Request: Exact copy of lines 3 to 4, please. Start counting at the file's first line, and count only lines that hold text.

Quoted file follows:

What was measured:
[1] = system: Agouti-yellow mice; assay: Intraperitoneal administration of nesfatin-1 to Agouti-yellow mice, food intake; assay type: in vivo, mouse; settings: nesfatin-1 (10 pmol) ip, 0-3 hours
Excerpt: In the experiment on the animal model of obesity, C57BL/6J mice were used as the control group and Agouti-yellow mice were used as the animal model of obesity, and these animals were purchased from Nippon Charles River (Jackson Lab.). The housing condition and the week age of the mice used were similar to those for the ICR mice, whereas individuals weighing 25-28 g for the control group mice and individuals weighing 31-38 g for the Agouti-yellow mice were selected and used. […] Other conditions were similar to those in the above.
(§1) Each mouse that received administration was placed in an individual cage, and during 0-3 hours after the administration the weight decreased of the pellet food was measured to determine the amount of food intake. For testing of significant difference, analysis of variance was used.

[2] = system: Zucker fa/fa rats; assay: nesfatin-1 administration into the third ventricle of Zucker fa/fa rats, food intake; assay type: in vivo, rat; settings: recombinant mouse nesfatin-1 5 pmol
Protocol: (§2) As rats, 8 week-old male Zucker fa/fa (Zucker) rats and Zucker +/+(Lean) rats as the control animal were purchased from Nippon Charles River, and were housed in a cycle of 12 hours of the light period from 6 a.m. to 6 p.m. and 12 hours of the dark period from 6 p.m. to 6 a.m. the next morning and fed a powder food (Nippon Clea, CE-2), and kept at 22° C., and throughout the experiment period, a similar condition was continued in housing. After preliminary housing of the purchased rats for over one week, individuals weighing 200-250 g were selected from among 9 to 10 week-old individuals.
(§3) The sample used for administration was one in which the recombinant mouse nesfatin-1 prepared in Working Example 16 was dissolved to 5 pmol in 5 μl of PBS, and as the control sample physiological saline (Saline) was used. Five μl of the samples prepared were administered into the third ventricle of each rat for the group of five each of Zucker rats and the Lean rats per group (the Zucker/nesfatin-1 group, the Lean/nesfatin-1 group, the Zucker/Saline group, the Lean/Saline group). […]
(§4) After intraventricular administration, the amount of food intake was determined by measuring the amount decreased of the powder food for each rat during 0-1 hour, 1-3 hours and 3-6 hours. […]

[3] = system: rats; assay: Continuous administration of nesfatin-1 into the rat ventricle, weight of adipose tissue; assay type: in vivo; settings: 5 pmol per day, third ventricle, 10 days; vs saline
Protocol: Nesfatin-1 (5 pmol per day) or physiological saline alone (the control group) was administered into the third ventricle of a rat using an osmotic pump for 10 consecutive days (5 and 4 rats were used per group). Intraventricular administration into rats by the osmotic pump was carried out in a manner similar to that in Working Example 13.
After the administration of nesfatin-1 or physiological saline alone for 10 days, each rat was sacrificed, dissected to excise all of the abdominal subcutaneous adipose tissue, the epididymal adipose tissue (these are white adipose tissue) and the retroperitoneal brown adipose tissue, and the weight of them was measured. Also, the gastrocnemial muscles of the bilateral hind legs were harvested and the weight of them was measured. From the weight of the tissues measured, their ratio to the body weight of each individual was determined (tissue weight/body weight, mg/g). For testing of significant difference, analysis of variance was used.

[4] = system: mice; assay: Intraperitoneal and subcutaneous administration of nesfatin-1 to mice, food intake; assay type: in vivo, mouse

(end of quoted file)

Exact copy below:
Excerpt: In the experiment on the animal model of obesity, C57BL/6J mice were used as the control group and Agouti-yellow mice were used as the animal model of obesity, and these animals were purchased from Nippon Charles River (Jackson Lab.). The housing condition and the week age of the mice used were similar to those for the ICR mice, whereas individuals weighing 25-28 g for the control group mice and individuals weighing 31-38 g for the Agouti-yellow mice were selected and used. […] Other conditions were similar to those in the above.
(§1) Each mouse that received administration was placed in an individual cage, and during 0-3 hours after the administration the weight decreased of the pellet food was measured to determine the amount of food intake. For testing of significant difference, analysis of variance was used.